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However social media has also been seen to have clear negative effects on society, too. One of the more obvious negative effects that can be observed about social media is how integrating it into our lifestyles can affect our physical health. With the worrying rise of childhood obesity in the UK, (according to The Times ‘4.07 percent of boys and girls aged 10 to 11 were classed as being severely obese’ in 2017) many recent studies have shown that there is a correlation between the amount of time spent by children on social media and their BMI. Another issue that social media usage can feed into is sleep deprivation as it has now become far more common for people to use their phones before bed. Studies have shown that exposure to blue light from smartphones and computer screens can heavily interfere with our bodies’ production of the hormone melatonin which we produce to help us get to sleep.
A huge concern currently about social media is how it can affect people’s mental health too. Whilst social media is very often used for entertainment purposes, it could actually also be the cause of a lot of people’s stress too as one survey conducted in 2015 by researchers at the Pew Research Centre in Washington DC suggests. One of the conclusions of the survey (of 1800 people) was that women reported being more stressed than men and that Twitter was found to be a “significant contributor” to this because it increased their awareness of other people’s stress. Another study conducted in 2016 at the University of Pittsburgh, USA, surveying 1787 young adults aged 19-32, found that the people who used the most social media platforms were roughly three times more likely to have high levels of depression and anxiety symptoms than those who used the least social media platforms. Whilst these studies may not have a large enough number of survey participants to be fully conclusive in their results, it is clear that there is a definite link between the use of social media and mental health issues.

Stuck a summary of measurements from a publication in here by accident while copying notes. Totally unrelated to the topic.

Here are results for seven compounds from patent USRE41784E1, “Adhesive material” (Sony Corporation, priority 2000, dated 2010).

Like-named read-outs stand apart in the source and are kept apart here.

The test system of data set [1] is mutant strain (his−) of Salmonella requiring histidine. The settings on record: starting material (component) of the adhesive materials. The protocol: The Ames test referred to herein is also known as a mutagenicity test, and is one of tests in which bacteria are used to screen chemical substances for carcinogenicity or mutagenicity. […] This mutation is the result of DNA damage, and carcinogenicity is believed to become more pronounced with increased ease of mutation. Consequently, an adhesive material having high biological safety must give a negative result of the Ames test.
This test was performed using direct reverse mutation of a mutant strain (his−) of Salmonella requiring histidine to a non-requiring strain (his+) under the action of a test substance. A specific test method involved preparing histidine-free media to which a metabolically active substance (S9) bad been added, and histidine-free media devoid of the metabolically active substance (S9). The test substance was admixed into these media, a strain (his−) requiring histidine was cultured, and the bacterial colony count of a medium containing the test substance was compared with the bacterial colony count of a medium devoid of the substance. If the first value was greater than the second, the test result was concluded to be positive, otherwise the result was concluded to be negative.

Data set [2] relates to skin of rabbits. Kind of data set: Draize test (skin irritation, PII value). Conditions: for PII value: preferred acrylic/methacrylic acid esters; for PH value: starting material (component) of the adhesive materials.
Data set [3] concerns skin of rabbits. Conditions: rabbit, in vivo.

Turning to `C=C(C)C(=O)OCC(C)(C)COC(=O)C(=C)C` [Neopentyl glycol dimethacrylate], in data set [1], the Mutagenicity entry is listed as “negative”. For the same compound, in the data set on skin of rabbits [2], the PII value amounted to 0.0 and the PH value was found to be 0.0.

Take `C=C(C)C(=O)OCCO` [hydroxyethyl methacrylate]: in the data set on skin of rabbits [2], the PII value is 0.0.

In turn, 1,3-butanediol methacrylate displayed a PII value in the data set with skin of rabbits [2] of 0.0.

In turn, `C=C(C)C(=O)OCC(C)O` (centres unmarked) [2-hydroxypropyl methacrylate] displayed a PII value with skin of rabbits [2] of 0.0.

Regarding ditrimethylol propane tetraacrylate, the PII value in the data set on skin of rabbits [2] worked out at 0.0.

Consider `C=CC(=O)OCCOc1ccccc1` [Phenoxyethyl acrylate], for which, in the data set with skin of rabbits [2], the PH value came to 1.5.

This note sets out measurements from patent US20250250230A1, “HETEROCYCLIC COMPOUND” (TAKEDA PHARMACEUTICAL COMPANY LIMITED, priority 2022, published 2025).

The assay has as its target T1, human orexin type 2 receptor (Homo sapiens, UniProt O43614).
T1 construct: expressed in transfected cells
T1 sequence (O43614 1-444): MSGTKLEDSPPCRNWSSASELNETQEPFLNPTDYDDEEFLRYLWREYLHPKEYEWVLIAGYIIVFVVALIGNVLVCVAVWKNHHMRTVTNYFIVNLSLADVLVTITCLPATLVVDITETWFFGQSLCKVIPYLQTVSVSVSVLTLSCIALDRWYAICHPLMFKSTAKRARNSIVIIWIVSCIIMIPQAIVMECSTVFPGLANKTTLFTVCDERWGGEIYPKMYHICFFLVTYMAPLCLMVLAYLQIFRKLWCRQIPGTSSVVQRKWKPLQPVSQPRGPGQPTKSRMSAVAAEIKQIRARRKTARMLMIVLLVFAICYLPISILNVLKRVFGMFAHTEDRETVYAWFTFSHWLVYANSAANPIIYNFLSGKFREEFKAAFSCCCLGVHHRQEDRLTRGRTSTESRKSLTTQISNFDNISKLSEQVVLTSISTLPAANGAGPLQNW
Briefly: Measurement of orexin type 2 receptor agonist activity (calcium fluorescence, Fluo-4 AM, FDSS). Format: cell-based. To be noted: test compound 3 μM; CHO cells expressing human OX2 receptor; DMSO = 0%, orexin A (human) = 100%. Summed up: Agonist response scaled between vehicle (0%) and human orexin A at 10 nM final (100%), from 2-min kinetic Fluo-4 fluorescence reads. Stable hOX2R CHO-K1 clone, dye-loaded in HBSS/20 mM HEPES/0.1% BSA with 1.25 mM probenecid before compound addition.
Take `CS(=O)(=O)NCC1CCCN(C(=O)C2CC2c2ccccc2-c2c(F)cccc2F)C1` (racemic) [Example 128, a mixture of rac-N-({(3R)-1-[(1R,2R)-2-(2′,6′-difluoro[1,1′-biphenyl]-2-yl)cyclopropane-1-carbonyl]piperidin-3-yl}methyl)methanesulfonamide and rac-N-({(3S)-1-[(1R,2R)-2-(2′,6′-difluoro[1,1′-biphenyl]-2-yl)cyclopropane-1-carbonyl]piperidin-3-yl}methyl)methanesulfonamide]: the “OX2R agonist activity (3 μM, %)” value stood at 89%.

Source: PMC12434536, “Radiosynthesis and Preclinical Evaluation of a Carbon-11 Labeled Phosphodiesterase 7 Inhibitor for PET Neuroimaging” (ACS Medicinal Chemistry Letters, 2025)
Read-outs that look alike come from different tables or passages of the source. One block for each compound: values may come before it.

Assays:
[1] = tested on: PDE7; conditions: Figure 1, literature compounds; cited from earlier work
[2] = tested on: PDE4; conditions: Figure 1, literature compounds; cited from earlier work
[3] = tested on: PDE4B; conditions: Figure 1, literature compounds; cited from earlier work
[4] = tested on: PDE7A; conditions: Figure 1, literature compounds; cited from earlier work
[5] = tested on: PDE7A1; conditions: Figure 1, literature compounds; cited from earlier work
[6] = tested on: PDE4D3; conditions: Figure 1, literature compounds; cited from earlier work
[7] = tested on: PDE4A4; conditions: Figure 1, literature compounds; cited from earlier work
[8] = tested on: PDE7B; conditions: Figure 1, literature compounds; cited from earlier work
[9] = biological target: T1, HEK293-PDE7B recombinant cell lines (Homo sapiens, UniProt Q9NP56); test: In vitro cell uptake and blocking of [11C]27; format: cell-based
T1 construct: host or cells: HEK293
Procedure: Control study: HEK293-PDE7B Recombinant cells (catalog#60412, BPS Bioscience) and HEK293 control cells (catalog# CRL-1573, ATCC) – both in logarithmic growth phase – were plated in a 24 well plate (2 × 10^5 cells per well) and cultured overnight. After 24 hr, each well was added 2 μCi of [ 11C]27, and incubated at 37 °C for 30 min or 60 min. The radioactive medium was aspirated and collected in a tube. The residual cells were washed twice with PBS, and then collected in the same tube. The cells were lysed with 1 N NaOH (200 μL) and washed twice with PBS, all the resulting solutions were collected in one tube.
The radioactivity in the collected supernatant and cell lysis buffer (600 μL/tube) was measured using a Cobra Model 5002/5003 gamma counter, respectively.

The main point of social media is to give people the ability to have better connections with family and friends and even make new ones. However, there is an argument to be made that the widespread use of social media has actually made many people feel more socially isolated than connected. One study published in the American Journal of Preventive Medicine in 2017, surveying 7000 19-32-year olds found that those who spend the most time on social media had twice the odds of reporting feelings of social isolation. They felt that viewing other people’s posts online could cause users to feel negative about themselves. The study states that: – “Exposure to such highly idealized representations of peers’ lives may elicit feelings of envy and the distorted belief that others lead happier and more successful lives, which may increase perceived social isolation.”.
There are some very obvious arguments as to why we can observe that social media has been a benefit to modern society, such as its capability to allow us to connect with people across the world and give us a greater awareness of the environment in which we live. At the same time, although the studies of the negatives that social media may bring about are extremely new and hard to obtain conclusive results from, many of them conclude very similar results and it could be argued that social media is a bad thing for the wider communication of our society in the way that we currently use it.
This, in my opinion, makes it quite hard to argue for the use of social media, or at least not the excessive use of it. This is because the early evidence that we have currently, about the downsides of this relatively new technological innovation, signals that this could become less of a benefit to future generations and more of a hazard.